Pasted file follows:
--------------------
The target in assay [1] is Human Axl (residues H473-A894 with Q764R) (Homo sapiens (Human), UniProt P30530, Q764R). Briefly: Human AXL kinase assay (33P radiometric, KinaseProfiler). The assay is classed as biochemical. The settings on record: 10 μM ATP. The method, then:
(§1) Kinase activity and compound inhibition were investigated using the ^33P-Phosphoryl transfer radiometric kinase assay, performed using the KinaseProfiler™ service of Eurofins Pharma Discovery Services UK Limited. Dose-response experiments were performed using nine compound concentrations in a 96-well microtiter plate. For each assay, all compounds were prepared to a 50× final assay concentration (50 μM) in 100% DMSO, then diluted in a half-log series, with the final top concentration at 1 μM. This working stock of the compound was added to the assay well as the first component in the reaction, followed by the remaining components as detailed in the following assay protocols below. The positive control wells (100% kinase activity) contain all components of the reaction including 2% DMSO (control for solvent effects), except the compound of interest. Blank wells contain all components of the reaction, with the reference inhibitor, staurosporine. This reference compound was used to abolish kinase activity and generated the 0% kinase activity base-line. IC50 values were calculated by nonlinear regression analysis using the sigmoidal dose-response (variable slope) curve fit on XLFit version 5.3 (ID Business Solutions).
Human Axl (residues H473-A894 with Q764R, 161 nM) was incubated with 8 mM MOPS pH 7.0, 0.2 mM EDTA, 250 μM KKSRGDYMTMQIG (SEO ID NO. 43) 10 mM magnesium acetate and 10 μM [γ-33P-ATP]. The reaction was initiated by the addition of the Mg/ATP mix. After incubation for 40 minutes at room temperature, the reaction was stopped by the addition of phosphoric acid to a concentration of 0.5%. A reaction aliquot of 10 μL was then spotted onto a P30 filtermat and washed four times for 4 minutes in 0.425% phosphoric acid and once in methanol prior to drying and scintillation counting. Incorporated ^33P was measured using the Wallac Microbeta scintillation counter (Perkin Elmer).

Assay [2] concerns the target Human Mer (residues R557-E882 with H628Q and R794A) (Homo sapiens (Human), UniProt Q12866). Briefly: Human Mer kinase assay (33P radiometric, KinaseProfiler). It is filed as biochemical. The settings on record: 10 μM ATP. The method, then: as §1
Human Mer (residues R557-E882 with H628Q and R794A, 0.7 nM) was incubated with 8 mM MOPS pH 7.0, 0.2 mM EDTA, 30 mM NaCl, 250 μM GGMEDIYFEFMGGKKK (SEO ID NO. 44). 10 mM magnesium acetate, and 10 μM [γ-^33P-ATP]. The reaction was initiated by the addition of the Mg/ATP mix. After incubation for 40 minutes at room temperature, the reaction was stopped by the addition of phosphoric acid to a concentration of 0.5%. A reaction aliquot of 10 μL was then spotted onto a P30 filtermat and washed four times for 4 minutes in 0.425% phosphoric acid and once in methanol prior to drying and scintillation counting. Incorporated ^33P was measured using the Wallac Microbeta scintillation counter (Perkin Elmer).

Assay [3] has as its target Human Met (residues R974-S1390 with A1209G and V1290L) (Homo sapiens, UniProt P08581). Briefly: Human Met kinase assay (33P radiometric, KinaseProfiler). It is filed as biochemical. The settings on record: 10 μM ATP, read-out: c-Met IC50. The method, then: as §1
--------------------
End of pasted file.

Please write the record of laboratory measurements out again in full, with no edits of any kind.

The target in assay [1] is Human Axl (residues H473-A894 with Q764R) (Homo sapiens (Human), UniProt P30530, Q764R). Briefly: Human AXL kinase assay (33P radiometric, KinaseProfiler). The assay is classed as biochemical. The settings on record: 10 μM ATP. The method, then:
(§1) Kinase activity and compound inhibition were investigated using the ^33P-Phosphoryl transfer radiometric kinase assay, performed using the KinaseProfiler™ service of Eurofins Pharma Discovery Services UK Limited. Dose-response experiments were performed using nine compound concentrations in a 96-well microtiter plate. For each assay, all compounds were prepared to a 50× final assay concentration (50 μM) in 100% DMSO, then diluted in a half-log series, with the final top concentration at 1 μM. This working stock of the compound was added to the assay well as the first component in the reaction, followed by the remaining components as detailed in the following assay protocols below. The positive control wells (100% kinase activity) contain all components of the reaction including 2% DMSO (control for solvent effects), except the compound of interest. Blank wells contain all components of the reaction, with the reference inhibitor, staurosporine. This reference compound was used to abolish kinase activity and generated the 0% kinase activity base-line. IC50 values were calculated by nonlinear regression analysis using the sigmoidal dose-response (variable slope) curve fit on XLFit version 5.3 (ID Business Solutions).
Human Axl (residues H473-A894 with Q764R, 161 nM) was incubated with 8 mM MOPS pH 7.0, 0.2 mM EDTA, 250 μM KKSRGDYMTMQIG (SEO ID NO. 43) 10 mM magnesium acetate and 10 μM [γ-33P-ATP]. The reaction was initiated by the addition of the Mg/ATP mix. After incubation for 40 minutes at room temperature, the reaction was stopped by the addition of phosphoric acid to a concentration of 0.5%. A reaction aliquot of 10 μL was then spotted onto a P30 filtermat and washed four times for 4 minutes in 0.425% phosphoric acid and once in methanol prior to drying and scintillation counting. Incorporated ^33P was measured using the Wallac Microbeta scintillation counter (Perkin Elmer).

Assay [2] concerns the target Human Mer (residues R557-E882 with H628Q and R794A) (Homo sapiens (Human), UniProt Q12866). Briefly: Human Mer kinase assay (33P radiometric, KinaseProfiler). It is filed as biochemical. The settings on record: 10 μM ATP. The method, then: as §1
Human Mer (residues R557-E882 with H628Q and R794A, 0.7 nM) was incubated with 8 mM MOPS pH 7.0, 0.2 mM EDTA, 30 mM NaCl, 250 μM GGMEDIYFEFMGGKKK (SEO ID NO. 44). 10 mM magnesium acetate, and 10 μM [γ-^33P-ATP]. The reaction was initiated by the addition of the Mg/ATP mix. After incubation for 40 minutes at room temperature, the reaction was stopped by the addition of phosphoric acid to a concentration of 0.5%. A reaction aliquot of 10 μL was then spotted onto a P30 filtermat and washed four times for 4 minutes in 0.425% phosphoric acid and once in methanol prior to drying and scintillation counting. Incorporated ^33P was measured using the Wallac Microbeta scintillation counter (Perkin Elmer).

Assay [3] has as its target Human Met (residues R974-S1390 with A1209G and V1290L) (Homo sapiens, UniProt P08581). Briefly: Human Met kinase assay (33P radiometric, KinaseProfiler). It is filed as biochemical. The settings on record: 10 μM ATP, read-out: c-Met IC50. The method, then: as §1